Charles was buried at Dernancourt Communal Cemetery, in the Somme, in Grave ref: K.5.  Alongside him, in Grave ref: K4, was buried Lt Col B G R Gordon D.S.O. – also of the 2nd Bn. Gordons who was also killed on 20 July 2016.  One of the photographs on the CWGC site[11] shows the group of five graves which include graves K4 and K5 at the right of the group with Charles’s grave on the furthest right.

‘Dernancourt is a village 3 kilometres south of Albert. … The Communal Cemetery is a little west of the village.  Field ambulances used the Communal Cemetery for Commonwealth burials from September 1915 to August 1916, … The XV Corps Main Dressing Station was formed at Dernancourt in July 1916, when the adjoining Extension was opened.’[12]

Charles’s gravestone has the added family inscription ‘PRO PATRIA’.

His Medal Card showed that he was awarded the British War Medal, the Victory Medal and the 1914 Star with the Mons clasp, recognising his participation in the earliest part of the war.

Charles Edward ANDERSON is also commemorated on the Rugby Memorial Gates in Hillmorton Road, Rugby, and remembered in Bedford, in the Bedford School Chapel, Burnaby Road, Bedford.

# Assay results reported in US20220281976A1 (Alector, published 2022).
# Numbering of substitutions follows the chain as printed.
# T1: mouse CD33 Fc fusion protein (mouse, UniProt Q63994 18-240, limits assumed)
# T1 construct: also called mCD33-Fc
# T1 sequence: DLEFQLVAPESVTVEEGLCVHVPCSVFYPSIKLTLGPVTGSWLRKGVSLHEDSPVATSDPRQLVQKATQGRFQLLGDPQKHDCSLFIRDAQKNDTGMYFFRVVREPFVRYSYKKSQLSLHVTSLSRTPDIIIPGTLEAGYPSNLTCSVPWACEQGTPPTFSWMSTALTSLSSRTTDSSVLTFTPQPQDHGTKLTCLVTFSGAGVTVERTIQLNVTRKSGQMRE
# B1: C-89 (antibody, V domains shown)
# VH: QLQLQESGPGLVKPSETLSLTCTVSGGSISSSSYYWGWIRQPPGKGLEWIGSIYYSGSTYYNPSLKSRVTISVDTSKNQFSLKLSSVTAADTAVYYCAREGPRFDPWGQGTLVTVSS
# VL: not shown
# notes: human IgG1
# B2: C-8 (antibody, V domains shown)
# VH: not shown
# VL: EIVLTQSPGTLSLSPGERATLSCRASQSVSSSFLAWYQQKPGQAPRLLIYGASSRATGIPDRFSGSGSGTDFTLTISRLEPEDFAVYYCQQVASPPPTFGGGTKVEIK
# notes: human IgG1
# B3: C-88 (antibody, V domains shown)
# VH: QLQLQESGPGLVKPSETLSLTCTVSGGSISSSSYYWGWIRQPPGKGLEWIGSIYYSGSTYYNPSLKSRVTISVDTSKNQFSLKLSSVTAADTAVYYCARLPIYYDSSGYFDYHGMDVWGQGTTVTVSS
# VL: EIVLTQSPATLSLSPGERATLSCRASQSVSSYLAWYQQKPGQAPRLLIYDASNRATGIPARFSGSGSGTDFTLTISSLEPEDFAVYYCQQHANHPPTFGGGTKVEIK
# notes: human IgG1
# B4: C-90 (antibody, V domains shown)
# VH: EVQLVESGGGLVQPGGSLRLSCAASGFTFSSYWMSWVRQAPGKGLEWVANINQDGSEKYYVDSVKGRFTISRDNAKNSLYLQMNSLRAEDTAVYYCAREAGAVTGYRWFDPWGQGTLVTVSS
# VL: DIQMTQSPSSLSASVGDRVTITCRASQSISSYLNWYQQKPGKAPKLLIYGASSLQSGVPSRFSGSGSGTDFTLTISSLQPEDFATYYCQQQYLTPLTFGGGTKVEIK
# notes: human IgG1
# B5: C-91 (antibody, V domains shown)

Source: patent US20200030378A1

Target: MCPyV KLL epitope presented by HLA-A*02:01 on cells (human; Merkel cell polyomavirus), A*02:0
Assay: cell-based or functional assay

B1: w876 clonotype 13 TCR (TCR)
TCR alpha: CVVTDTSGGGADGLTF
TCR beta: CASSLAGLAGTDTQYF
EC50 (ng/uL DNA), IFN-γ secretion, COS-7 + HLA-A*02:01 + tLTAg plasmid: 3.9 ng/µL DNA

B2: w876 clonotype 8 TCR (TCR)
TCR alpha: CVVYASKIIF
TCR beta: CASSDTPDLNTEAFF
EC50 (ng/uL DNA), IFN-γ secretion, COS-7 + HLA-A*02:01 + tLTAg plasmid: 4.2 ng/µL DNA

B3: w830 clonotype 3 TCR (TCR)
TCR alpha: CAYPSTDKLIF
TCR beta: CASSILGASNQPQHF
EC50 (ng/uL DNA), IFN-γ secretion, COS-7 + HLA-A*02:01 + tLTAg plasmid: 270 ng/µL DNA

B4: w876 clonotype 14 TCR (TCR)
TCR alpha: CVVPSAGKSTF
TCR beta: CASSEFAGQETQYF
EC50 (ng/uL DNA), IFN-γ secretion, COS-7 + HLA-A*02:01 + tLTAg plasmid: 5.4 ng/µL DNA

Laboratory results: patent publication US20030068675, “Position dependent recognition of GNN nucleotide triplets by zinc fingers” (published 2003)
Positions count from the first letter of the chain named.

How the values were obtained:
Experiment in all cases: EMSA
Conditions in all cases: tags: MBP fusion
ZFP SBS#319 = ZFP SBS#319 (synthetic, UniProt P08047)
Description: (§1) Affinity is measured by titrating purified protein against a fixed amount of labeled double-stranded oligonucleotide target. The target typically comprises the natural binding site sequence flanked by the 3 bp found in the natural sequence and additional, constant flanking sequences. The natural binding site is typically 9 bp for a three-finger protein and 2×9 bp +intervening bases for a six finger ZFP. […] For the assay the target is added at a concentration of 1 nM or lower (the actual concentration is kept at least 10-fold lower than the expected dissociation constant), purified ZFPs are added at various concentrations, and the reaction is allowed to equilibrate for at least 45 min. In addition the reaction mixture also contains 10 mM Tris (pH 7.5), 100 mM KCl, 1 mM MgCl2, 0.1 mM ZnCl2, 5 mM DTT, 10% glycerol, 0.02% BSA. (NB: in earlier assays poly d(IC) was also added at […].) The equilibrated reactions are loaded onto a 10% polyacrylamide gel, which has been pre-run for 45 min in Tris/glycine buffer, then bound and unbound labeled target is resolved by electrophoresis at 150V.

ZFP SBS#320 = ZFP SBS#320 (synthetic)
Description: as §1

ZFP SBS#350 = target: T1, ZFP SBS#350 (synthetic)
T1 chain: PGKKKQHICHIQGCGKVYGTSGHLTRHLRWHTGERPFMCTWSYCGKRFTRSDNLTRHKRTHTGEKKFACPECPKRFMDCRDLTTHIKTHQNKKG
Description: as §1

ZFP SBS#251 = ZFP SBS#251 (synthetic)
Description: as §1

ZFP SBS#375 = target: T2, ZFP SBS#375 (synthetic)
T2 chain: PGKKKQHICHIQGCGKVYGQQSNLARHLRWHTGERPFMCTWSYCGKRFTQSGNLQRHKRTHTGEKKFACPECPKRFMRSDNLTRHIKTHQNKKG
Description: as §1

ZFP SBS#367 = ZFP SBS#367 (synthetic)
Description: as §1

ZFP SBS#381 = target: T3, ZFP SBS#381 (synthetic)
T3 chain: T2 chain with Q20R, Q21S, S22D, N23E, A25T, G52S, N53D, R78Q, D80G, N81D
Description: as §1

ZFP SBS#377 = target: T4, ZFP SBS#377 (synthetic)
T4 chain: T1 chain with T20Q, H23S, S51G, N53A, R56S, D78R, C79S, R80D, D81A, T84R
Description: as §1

‘Charles Edward Anderson 1903-1908 / Captain 2nd Gordon Highlanders / Killed in Action in France 20th July 1916 / Aged 25’.

Probate was to his mother, Ann Rose Anderson, widow, in London on 29 September 1916, which recorded his address as Rokeby House, Rugby.  His ‘effects’ were valued at £8429-8-5d.

His mother seems to have been active in ‘good works’ from her arrival in Rugby and well into the war, she was often assisted or accompanied by her daughter, Barbara, and their joint presence helped to identify these activities.  Although the family is not included in the Directory until 1911, it seems that they had been in Rugby from at least early 1909, and probably soon after Richard Henry Wood’s death in early 1908.

In May 1909, a Grand Bazaar, in aid of the new Parish Room for New Bilton, was opened by the Patroness of the Living, Mrs. Anderson.[13]

In October 1910, ‘Mrs Anderson of the Lodge, the patroness of the living’, gave away the prizes at the St Oswald Church School prize giving and her daughter presented prizes to the infants.[14]  Then in December 1910, the presents to the hospital included [from] … Miss Anderson, The Lodge, Scrapbooks.[15]

In January 1915, Mrs and Miss Anderson were among those at the Christmas Eve celebrations with the Belgian refugees who were staying at Newton House,[16] and they were also present for the tea and entertainments by the New Bilton Branch of the Soldiers’ and Sailors’ Families’ Association.[17]

In 1916, Mrs Anderson was vice president of the Co-operative Guild which gave an annual treat to the children of the members including those of homes under the management of the Guardians.[18]